Day 3: Friday 26 February
Our day is firmly rooted in the world of the Medici. The church of San Lorenzo, designed by Brunelleschi and paid for by Cosimo de’ Medici, was their parish church and became the family mausoleum.  It is particularly rich in sculptures by Donatello and Verrocchio.  Having paused for coffee, our visit concludes with the Medici Chapel designed by Michelangelo for later generations of the family.  After lunch (not included) we visit the adjacent Palazzo Medici-Riccardi, the family’s great palace to see the tiny private chapel commissioned by Cosimo, with jewel-like frescoes by Benozzo Gozzoli showing the Journey of the Magi.  It includes many Medici portraits amidst the great cavalcade of Florence’s ‘great and good’.  We continue to the church of Santa Trinita, which contains the fascinating Sassetti Chapel, commissioned by Francesco Sassetti, a partner in the Medici Bank, from Ghirlandaio. The frescoes and accompanying altarpiece include views of Florence in the 1480s together with contemporary portraits, including Lorenzo ‘the Magnificent’.  We return to the hotel and the evening will be free.
Day 4: Saturday 27 February
We begin with a visit to the Bargello Museum, housed in the thirteenth century city magistrate’s palace, with outstanding sculptures by all the leading Florentine masters: Ghiberti, Donatello and Michelangelo.  After a break for coffee we continue to the great Franciscan church of Santa Croce, which houses masterpieces by Giotto and Donatello, and Brunelleschi’s Pazzi Chapel.  We then break for lunch (not included) and make our way to Santa Maria Novella, the Dominican church, in order to see Masaccio’s Trinity fresco and the great fresco cycle in the Tornabuoni Chapel by Ghirlandaio, which provides a window onto Florentine life in the time of Lorenzo ‘the Magnificent’. The evening will be free.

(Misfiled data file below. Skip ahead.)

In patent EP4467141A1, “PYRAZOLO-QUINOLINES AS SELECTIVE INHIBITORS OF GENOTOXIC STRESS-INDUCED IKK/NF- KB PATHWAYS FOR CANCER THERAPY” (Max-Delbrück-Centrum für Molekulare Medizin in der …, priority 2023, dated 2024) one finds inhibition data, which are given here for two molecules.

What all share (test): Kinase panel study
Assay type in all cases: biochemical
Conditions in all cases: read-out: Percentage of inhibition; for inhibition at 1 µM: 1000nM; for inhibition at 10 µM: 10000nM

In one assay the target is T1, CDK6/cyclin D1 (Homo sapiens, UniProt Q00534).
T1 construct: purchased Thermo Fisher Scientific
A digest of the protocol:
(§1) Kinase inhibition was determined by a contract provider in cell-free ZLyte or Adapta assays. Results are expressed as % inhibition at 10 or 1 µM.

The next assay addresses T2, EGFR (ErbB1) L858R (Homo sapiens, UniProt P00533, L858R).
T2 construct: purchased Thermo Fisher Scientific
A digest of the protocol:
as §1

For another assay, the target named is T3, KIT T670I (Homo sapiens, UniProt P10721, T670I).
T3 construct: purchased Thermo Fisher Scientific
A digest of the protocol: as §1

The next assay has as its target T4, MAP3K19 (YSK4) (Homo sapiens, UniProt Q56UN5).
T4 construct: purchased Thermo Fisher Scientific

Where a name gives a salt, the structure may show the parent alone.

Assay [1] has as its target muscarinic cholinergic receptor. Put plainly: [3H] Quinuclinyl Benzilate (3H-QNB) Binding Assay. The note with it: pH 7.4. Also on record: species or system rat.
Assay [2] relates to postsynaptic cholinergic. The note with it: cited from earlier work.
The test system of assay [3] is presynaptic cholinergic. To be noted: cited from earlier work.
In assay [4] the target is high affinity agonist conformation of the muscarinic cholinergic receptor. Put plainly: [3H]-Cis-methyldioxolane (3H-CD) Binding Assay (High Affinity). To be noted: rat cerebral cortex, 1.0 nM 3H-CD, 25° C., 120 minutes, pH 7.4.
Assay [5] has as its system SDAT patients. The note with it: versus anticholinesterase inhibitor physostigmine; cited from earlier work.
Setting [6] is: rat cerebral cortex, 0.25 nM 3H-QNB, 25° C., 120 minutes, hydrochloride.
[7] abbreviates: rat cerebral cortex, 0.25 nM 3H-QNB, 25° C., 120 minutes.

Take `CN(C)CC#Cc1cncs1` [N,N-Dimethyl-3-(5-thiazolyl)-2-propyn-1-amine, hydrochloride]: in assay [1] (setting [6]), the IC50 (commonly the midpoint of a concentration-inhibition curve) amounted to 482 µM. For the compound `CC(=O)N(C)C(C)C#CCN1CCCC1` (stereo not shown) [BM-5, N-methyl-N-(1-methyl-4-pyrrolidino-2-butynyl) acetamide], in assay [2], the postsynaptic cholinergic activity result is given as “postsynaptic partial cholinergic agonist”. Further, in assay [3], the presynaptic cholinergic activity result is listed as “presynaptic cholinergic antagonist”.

Day 5: Sunday 28 February
We spend this morning in the Uffizi Gallery, concentrating on paintings from the time of the Medici. These rooms contain some of the finest paintings by all the greatest names of Florentine painting: altarpieces by Leonardo da Vinci; Madonnas by Michelangelo and Raphael, allegories by Botticelli such as The Birth of Venus and Primavera; exquisite portraits by Piero della Francesca; even great paintings from Flanders such as Hugo van der Goes’s Portinari Altarpiece,  which had a profound effect on Florentine art.  At the end of this visit the rest of the afternoon will be free and we meet later that evening for our final dinner.
Day 6: Monday 1 March
On our final morning, a gentle walk over the Arno River brings us to Oltrarno where we shall visit Santa Maria del Carmine where in the Brancacci Chapel the innovative frescoes by Masaccio (in collaboration with Masolino, and completed by Filippino Lippi) mark the birth of renaissance painting.  After a coffee break we return on foot to the hotel to collect our luggage and depart by coach for the early afternoon flight from Florence to London’s Gatwick.


  • Price: £2,075 per person
  • Price without flights: £1,930
  • Deposit: £300
  • Single Supplement: £149 (Double Room for Sole Use)
  • Tour Manager: Geoffrey Nuttall

Hotel Details

5 nights with breakfast at 4* Hotel Degli Orafi.  DSU rooms are Classic Doubles; Couples (or two sharing) are allocated Executive Doubles.

Room Upgrade

£300 (per room, sharing) Executive Room with View, subject to availability



Outward: VY6205 Depart London Gatwick (South Terminal) 1605, arrive Florence 1910

Return:  VY6206 Depart Florence 1410, arrive London Gatwick (South Terminal) 1525

Price includes

2 dinners with wine, water & coffee, all local transfers, entry fees, City Tax & gratuities, services of Paula Nuttall & tour manager, Geoffrey Nuttall

Not included

Travel to/from Heathrow, 2 dinners & 4 lunches


Current Conditions

Weather Conditions for Florence in March are:
Average Temperature between: 5oC - 16oC / 41oF - 60oF
Rainfall: 69mm / 2.7inches



Fitness levels

We do expect a reasonable level of fitness. For full details see our frequently asked questions.